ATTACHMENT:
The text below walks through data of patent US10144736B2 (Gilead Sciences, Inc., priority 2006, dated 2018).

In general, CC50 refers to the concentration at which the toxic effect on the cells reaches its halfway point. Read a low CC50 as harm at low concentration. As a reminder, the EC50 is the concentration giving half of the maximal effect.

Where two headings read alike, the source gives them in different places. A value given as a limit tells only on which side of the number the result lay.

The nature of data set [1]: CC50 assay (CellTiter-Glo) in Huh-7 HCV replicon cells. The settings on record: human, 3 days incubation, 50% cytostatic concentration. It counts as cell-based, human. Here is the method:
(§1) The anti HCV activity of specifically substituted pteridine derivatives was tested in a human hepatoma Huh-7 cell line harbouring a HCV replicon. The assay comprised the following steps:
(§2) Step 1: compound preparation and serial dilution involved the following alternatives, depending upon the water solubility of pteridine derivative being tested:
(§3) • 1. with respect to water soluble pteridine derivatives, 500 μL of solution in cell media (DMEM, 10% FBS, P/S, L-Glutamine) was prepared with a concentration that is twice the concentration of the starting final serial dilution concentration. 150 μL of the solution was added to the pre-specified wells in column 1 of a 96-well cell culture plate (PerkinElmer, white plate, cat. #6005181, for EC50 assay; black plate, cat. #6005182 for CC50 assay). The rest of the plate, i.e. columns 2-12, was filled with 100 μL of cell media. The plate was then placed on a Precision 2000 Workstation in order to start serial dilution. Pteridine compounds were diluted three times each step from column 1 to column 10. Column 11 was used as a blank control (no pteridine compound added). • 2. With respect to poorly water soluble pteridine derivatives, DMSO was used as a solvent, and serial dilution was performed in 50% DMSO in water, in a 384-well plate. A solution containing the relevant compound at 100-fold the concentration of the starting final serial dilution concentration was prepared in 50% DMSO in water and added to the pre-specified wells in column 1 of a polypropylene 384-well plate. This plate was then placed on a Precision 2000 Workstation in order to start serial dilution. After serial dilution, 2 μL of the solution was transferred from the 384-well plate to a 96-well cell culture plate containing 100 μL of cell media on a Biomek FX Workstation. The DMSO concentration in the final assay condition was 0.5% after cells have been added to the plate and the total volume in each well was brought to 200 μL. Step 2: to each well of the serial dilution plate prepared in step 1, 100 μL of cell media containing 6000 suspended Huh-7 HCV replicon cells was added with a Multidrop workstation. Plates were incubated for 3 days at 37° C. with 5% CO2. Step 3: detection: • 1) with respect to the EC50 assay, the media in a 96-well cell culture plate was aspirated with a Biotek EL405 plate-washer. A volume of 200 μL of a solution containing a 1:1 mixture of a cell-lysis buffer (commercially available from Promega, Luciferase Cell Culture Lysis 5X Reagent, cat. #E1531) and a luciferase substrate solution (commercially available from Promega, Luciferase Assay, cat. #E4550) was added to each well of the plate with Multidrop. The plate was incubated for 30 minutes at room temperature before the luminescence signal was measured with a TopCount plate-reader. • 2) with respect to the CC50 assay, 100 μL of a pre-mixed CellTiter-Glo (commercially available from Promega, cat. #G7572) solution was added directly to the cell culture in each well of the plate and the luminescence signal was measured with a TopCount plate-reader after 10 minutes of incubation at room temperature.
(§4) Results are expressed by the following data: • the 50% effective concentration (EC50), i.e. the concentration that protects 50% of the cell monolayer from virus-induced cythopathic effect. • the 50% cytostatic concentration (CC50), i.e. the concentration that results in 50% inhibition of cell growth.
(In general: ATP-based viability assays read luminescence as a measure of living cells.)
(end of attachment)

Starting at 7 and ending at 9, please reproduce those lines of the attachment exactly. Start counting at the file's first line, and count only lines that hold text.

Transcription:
(§3) • 1. with respect to water soluble pteridine derivatives, 500 μL of solution in cell media (DMEM, 10% FBS, P/S, L-Glutamine) was prepared with a concentration that is twice the concentration of the starting final serial dilution concentration. 150 μL of the solution was added to the pre-specified wells in column 1 of a 96-well cell culture plate (PerkinElmer, white plate, cat. #6005181, for EC50 assay; black plate, cat. #6005182 for CC50 assay). The rest of the plate, i.e. columns 2-12, was filled with 100 μL of cell media. The plate was then placed on a Precision 2000 Workstation in order to start serial dilution. Pteridine compounds were diluted three times each step from column 1 to column 10. Column 11 was used as a blank control (no pteridine compound added). • 2. With respect to poorly water soluble pteridine derivatives, DMSO was used as a solvent, and serial dilution was performed in 50% DMSO in water, in a 384-well plate. A solution containing the relevant compound at 100-fold the concentration of the starting final serial dilution concentration was prepared in 50% DMSO in water and added to the pre-specified wells in column 1 of a polypropylene 384-well plate. This plate was then placed on a Precision 2000 Workstation in order to start serial dilution. After serial dilution, 2 μL of the solution was transferred from the 384-well plate to a 96-well cell culture plate containing 100 μL of cell media on a Biomek FX Workstation. The DMSO concentration in the final assay condition was 0.5% after cells have been added to the plate and the total volume in each well was brought to 200 μL. Step 2: to each well of the serial dilution plate prepared in step 1, 100 μL of cell media containing 6000 suspended Huh-7 HCV replicon cells was added with a Multidrop workstation. Plates were incubated for 3 days at 37° C. with 5% CO2. Step 3: detection: • 1) with respect to the EC50 assay, the media in a 96-well cell culture plate was aspirated with a Biotek EL405 plate-washer. A volume of 200 μL of a solution containing a 1:1 mixture of a cell-lysis buffer (commercially available from Promega, Luciferase Cell Culture Lysis 5X Reagent, cat. #E1531) and a luciferase substrate solution (commercially available from Promega, Luciferase Assay, cat. #E4550) was added to each well of the plate with Multidrop. The plate was incubated for 30 minutes at room temperature before the luminescence signal was measured with a TopCount plate-reader. • 2) with respect to the CC50 assay, 100 μL of a pre-mixed CellTiter-Glo (commercially available from Promega, cat. #G7572) solution was added directly to the cell culture in each well of the plate and the luminescence signal was measured with a TopCount plate-reader after 10 minutes of incubation at room temperature.
(§4) Results are expressed by the following data: • the 50% effective concentration (EC50), i.e. the concentration that protects 50% of the cell monolayer from virus-induced cythopathic effect. • the 50% cytostatic concentration (CC50), i.e. the concentration that results in 50% inhibition of cell growth.
(In general: ATP-based viability assays read luminescence as a measure of living cells.)